Italy's borrowing costs set to soar


Italy's borrowing costs are expected to soar today when it sells up to €8.5 billion of bonds, with jitters about its debt mountain seen pushing its benchmark 10-year bond yield to the highest in 11 years.

A sell-off in Italian assets earlier this month on fears that the euro zone's third-biggest economy was being dragged into the debt crisis eased somewhat after last week's agreement on a second bailout package for Greece.

But at an auction on Tuesday rates on Italy's short-term bonds hit their highest since the start of the 2008 financial crisis, underlining investors' concerns that a solution to the euro zone debt crisis is still far away.

With a debt burden of 120 per cent of gross domestic product, anaemic growth and a fragile government, Italy is seen as vulnerable to contagion.

Deadlock in US talks to avoid a possible debt default there is only adding to investors' concerns, pushing them to favour safe-haven German Bunds over Italian BTPs, analysts say.

"I expect a sizeable increase in (BTP) yields compared with the previous auction," said Alessandro Giansanti, a rate strategist at ING in Amsterdam.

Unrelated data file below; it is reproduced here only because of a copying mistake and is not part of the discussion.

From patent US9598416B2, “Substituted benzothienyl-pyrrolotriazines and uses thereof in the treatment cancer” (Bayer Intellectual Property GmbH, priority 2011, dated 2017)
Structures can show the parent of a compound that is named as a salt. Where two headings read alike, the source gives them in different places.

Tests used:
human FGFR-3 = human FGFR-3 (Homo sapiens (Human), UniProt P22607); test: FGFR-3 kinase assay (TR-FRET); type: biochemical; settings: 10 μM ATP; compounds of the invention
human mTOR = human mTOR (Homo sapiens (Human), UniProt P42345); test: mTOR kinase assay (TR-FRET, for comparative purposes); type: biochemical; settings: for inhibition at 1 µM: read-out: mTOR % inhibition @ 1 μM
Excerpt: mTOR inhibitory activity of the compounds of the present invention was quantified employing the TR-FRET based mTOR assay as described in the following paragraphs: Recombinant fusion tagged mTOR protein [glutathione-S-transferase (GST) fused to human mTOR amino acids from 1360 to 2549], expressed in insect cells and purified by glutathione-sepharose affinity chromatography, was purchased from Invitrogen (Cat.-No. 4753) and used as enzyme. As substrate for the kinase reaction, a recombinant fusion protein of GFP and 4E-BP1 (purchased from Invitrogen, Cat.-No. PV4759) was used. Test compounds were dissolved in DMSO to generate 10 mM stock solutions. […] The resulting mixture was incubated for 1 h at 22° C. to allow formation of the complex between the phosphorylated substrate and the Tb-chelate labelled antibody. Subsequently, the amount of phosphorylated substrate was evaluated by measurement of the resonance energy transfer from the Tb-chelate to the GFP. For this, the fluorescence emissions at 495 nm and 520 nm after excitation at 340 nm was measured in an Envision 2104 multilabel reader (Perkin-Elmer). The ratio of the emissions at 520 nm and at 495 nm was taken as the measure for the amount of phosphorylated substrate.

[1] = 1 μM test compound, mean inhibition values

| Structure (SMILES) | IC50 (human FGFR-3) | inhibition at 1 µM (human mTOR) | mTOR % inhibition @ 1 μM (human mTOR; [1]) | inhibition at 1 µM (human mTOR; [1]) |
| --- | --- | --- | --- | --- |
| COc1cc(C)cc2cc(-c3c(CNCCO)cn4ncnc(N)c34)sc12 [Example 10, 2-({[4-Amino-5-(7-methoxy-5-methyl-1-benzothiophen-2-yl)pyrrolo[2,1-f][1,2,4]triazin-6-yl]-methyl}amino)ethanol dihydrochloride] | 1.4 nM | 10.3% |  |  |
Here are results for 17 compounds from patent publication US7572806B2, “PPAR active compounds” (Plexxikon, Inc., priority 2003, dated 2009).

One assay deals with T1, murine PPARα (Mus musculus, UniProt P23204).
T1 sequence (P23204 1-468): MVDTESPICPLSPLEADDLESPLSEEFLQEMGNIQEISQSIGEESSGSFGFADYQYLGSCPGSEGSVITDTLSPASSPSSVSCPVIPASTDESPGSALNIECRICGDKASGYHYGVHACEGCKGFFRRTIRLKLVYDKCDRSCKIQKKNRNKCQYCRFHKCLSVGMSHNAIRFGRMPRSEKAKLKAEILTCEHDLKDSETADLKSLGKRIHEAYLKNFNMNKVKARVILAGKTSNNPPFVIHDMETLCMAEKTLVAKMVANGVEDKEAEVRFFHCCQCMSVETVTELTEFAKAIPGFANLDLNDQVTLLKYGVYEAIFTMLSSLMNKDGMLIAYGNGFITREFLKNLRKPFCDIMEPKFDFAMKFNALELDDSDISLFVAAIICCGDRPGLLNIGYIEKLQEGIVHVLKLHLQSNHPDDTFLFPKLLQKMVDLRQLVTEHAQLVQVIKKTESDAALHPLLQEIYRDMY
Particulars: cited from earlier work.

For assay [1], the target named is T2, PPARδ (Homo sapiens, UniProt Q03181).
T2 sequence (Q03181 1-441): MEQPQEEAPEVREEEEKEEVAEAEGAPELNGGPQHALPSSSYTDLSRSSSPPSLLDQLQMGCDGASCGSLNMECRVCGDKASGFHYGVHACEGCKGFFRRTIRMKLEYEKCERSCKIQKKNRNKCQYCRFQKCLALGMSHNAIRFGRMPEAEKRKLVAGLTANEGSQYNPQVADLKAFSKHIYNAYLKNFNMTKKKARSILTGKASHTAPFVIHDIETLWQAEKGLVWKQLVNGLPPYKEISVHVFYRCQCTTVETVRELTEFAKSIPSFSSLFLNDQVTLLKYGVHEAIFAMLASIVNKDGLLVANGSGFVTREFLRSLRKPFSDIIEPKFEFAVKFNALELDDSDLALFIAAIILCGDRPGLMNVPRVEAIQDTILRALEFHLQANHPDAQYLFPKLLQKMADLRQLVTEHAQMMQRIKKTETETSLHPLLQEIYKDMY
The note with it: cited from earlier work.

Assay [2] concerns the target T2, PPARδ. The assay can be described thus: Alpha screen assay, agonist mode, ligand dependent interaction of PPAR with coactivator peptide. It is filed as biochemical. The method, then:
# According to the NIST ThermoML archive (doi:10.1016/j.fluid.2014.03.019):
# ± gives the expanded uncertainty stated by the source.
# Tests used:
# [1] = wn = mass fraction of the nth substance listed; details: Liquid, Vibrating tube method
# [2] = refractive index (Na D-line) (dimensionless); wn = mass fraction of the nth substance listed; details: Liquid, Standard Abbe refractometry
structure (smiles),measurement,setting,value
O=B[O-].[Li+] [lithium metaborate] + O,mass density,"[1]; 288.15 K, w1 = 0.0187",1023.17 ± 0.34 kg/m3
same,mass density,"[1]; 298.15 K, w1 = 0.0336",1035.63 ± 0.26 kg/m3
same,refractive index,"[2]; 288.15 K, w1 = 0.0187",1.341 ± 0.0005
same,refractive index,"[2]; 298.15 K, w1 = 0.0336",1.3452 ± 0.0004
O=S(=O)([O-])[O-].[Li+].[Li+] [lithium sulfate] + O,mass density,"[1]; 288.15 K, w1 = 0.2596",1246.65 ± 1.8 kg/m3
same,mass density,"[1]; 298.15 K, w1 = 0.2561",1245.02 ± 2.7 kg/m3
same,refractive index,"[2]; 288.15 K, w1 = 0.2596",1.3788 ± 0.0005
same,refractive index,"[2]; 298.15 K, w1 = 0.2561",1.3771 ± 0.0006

The 10-year BTP yield is seen rising to 5.75-5.80 per cent at the auction. That would be the highest since February 2000 and a shade under a euro lifetime record of 5.81 per cent at auction.

Italy last sold the September 2021 BTP at the end of June paying a gross yield of 4.94 per cent.

Luca Cazzulani, a fixed-income strategist at UniCredit in Milan, said he expected the auction to be adequately covered, with demand also likely to be supported by redemptions worth €20 billion of an old BTP bond coming due - cash which dealers will seek to reinvest.

The 10-year BTP fell almost a full point in price yesterday, pushing its yield up to 5.76 per cent, not too far from the psychologically key 6 per cent line it broke in the secondary market for the first time since 1997 earlier this month.

Analysts said dealers had likely dumped the bond on the eve of the sale to cut their positions before buying into the auction.

Rome will sell between €2 billion and €3 billion of its 10-year benchmark today, in addition to €2.5 billion - €3.5 billion of a new three-year BTP bond maturing in July 2014.

Analysts and traders said they expected the shorter bond to sell at a yield of around 4.80 per cent, more than 100 basis points higher than the 3.68 per cent level at a similar sale a month ago.

Italy will also offer up to €2 billion of a seven-year CCTeu bond linked to the six-month Euribor rate and an off-the-run 2015 CCTeu.

Analysts say Italy can shoulder rising debt costs in the short term as the average life of 7.09 years on its €1.6 trillion outstanding bonds helps smooth the impact of higher rates.

However, they say the high premiums the market demands would threaten debt sustainability if they became entrenched.